“I am a slow walker,” remarked our nation’s 16th president, “but I never walk back.”
Abraham Lincoln did march us forward, setting the course for a future in which duty to one another might transcend self-interest. Momentum sometimes waned and our path wandered plenty, but we didn’t often step backward.
Our shared inability to engage in sensible discourse defines the present moment. Once the bedrock of American progress, the barrier to talking it out is today no mystery: tense duopolies of political affiliation and media attention perpetuate themselves through increasingly extreme messages on either side.
Despite total disagreement about business, welfare and our role in the world, there has always been a spit of common ground. At least the idea of protecting women and children was, it seemed, sacrosanct. Nearly all of humanity agrees upon this. To justify sanctions of a country or worse, politicians and media emphasize how women in that country are controlled, how its government fails to ensure that children are fed and educated.
And yet here we are. We’ve reneged on our most innate responsibilities, stepped firmly back. Weapons of mass murder metastasize through the tissues of our towns. Children are shot — as if that were not perverse enough already — in their schools. Women are barred from making choices about their own health care.
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When the goal in mind is votes or viewers, appeal to emotion is the easy path. The parts of our brains that let us think and plan and reason have not caught up with those that once helped us survive through reflex and instinct. So solicitation of fear — for example, that an entitlement written two and a half centuries ago (by people who could not predict the future) might be taken away — is abused as an effective political strategy by those for whom truth is no ally.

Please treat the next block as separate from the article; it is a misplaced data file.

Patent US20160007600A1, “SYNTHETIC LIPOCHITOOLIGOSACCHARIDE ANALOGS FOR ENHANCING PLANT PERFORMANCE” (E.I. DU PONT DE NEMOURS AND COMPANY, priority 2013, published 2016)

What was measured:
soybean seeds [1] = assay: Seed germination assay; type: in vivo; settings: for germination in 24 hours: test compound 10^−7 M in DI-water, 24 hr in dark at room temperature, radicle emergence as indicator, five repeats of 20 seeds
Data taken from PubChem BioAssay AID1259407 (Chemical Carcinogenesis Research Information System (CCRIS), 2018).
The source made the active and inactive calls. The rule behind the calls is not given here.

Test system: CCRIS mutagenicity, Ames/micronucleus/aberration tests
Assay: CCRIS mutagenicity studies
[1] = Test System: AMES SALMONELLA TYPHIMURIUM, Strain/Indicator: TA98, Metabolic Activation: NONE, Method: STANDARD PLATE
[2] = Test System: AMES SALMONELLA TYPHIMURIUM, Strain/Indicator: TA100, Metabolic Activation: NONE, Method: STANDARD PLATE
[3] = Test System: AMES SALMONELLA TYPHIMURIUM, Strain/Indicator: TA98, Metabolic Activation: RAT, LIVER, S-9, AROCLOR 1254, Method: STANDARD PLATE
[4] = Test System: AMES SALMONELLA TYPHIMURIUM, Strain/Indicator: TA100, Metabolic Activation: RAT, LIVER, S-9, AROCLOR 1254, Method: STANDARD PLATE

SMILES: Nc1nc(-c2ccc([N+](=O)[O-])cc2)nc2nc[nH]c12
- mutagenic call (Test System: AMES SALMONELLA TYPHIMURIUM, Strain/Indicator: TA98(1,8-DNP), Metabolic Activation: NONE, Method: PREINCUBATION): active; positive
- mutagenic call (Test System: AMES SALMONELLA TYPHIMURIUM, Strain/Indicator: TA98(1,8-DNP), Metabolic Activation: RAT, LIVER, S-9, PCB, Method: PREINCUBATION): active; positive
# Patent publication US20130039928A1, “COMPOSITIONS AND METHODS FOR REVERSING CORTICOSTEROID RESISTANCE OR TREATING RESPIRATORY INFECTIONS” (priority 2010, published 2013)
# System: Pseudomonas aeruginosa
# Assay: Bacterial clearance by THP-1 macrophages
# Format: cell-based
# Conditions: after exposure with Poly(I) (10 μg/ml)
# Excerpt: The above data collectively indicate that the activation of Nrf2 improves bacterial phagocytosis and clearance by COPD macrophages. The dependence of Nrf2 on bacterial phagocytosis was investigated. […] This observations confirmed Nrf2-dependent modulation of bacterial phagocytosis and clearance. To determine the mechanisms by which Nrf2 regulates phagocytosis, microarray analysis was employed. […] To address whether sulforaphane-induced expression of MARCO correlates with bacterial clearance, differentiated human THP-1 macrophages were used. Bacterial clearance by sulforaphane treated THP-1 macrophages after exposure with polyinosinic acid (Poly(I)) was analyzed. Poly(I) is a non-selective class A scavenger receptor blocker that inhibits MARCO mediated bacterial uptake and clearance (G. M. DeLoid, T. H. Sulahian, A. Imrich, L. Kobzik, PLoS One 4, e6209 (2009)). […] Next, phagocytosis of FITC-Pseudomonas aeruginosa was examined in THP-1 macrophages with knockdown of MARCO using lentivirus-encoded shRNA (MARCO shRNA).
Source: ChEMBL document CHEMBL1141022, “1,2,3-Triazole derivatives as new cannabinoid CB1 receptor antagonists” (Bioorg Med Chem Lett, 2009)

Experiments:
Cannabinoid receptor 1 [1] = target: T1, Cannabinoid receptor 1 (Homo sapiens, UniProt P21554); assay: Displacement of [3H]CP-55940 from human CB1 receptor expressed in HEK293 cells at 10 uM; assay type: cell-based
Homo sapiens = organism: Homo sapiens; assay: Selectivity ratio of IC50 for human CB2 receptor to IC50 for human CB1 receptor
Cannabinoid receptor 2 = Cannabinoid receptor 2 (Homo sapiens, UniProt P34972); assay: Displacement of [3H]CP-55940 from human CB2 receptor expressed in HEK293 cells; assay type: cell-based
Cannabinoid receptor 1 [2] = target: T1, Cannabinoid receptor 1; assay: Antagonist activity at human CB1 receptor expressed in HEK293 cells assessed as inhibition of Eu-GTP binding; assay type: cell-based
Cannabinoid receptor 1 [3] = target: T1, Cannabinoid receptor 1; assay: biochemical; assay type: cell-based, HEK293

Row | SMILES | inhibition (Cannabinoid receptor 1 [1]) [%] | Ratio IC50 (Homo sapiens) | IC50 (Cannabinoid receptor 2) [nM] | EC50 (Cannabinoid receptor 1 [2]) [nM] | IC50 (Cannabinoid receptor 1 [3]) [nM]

The good news of the information age is that emotion need not dictate policy. We’ve got lots of data. When states are free to test their ideas, what arises is a set of natural experiments. Their results are published. Legislation regulating gun purchases and carrying does reduce violent crime — see the Rand Corporation’s meta-analysis. The policies of many countries demonstrate a relationship between limiting access and reduction in gun deaths, and the publications of these findings are numerous. Abortion is an evidence-based health care procedure with legitimate indications — this per the American College of Gynecologists and Obstetricians. A main effect of policies that restrict access to abortions is reduced safety, not frequency, of the procedure.
We’re each entitled to our own opinions, but none of us has the right to ignore facts. Our newest health care policies and our nation’s incredible failure to effect change around assault weapon access are inconsistent with reality. Their justifications will never see print in professional journals because they are not rational; the evidence shows that they are wrong. Their elected proponents choose to imagine that we live in the waning phase of a great nation rather than in the early days of one much greater, and we need not agree with them.
There is no greater step backwards we could take than to ignore rationality and science. This is the danger of our time, at the root of our gravest mistakes. We participants in democratic society are entrusted to continue the march of generations. Today, this means insisting that laws are based on facts, not on emotion.
John Corsino is an intensive care unit physical therapist.
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